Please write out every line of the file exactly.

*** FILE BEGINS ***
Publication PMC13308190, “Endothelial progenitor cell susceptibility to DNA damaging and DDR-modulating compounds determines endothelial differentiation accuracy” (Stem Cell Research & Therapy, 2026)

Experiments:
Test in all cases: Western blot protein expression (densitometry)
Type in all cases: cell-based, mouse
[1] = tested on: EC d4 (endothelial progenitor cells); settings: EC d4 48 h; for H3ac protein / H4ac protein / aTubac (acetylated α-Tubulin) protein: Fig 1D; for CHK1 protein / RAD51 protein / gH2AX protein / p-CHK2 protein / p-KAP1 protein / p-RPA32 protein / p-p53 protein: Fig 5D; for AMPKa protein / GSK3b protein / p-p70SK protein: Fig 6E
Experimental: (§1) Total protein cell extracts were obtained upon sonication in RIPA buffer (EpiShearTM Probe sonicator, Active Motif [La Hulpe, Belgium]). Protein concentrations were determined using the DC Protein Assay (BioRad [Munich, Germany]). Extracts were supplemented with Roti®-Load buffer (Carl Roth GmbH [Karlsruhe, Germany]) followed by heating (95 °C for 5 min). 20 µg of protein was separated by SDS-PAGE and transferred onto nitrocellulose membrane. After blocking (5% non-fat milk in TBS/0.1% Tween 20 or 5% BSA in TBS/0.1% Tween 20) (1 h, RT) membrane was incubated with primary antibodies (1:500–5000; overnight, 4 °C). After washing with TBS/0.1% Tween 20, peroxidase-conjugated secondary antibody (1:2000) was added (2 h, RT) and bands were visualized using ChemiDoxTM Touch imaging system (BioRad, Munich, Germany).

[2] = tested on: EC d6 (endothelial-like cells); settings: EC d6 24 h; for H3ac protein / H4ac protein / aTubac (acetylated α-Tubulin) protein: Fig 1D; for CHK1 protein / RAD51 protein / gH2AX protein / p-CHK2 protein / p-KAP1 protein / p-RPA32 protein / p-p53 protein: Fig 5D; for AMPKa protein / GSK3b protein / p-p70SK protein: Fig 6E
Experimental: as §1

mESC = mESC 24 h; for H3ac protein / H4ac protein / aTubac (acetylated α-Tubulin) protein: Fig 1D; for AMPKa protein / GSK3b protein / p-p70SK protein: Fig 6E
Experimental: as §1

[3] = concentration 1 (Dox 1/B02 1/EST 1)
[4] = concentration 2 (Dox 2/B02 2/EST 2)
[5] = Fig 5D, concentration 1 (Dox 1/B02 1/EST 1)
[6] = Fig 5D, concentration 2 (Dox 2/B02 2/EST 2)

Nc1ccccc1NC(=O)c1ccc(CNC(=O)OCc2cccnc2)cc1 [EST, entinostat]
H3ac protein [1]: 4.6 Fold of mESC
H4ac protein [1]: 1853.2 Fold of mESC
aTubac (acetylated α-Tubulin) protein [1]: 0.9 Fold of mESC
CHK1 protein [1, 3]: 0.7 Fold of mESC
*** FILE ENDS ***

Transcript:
Publication PMC13308190, “Endothelial progenitor cell susceptibility to DNA damaging and DDR-modulating compounds determines endothelial differentiation accuracy” (Stem Cell Research & Therapy, 2026)

Experiments:
Test in all cases: Western blot protein expression (densitometry)
Type in all cases: cell-based, mouse
[1] = tested on: EC d4 (endothelial progenitor cells); settings: EC d4 48 h; for H3ac protein / H4ac protein / aTubac (acetylated α-Tubulin) protein: Fig 1D; for CHK1 protein / RAD51 protein / gH2AX protein / p-CHK2 protein / p-KAP1 protein / p-RPA32 protein / p-p53 protein: Fig 5D; for AMPKa protein / GSK3b protein / p-p70SK protein: Fig 6E
Experimental: (§1) Total protein cell extracts were obtained upon sonication in RIPA buffer (EpiShearTM Probe sonicator, Active Motif [La Hulpe, Belgium]). Protein concentrations were determined using the DC Protein Assay (BioRad [Munich, Germany]). Extracts were supplemented with Roti®-Load buffer (Carl Roth GmbH [Karlsruhe, Germany]) followed by heating (95 °C for 5 min). 20 µg of protein was separated by SDS-PAGE and transferred onto nitrocellulose membrane. After blocking (5% non-fat milk in TBS/0.1% Tween 20 or 5% BSA in TBS/0.1% Tween 20) (1 h, RT) membrane was incubated with primary antibodies (1:500–5000; overnight, 4 °C). After washing with TBS/0.1% Tween 20, peroxidase-conjugated secondary antibody (1:2000) was added (2 h, RT) and bands were visualized using ChemiDoxTM Touch imaging system (BioRad, Munich, Germany).

[2] = tested on: EC d6 (endothelial-like cells); settings: EC d6 24 h; for H3ac protein / H4ac protein / aTubac (acetylated α-Tubulin) protein: Fig 1D; for CHK1 protein / RAD51 protein / gH2AX protein / p-CHK2 protein / p-KAP1 protein / p-RPA32 protein / p-p53 protein: Fig 5D; for AMPKa protein / GSK3b protein / p-p70SK protein: Fig 6E
Experimental: as §1

mESC = mESC 24 h; for H3ac protein / H4ac protein / aTubac (acetylated α-Tubulin) protein: Fig 1D; for AMPKa protein / GSK3b protein / p-p70SK protein: Fig 6E
Experimental: as §1

[3] = concentration 1 (Dox 1/B02 1/EST 1)
[4] = concentration 2 (Dox 2/B02 2/EST 2)
[5] = Fig 5D, concentration 1 (Dox 1/B02 1/EST 1)
[6] = Fig 5D, concentration 2 (Dox 2/B02 2/EST 2)

Nc1ccccc1NC(=O)c1ccc(CNC(=O)OCc2cccnc2)cc1 [EST, entinostat]
H3ac protein [1]: 4.6 Fold of mESC
H4ac protein [1]: 1853.2 Fold of mESC
aTubac (acetylated α-Tubulin) protein [1]: 0.9 Fold of mESC
CHK1 protein [1, 3]: 0.7 Fold of mESC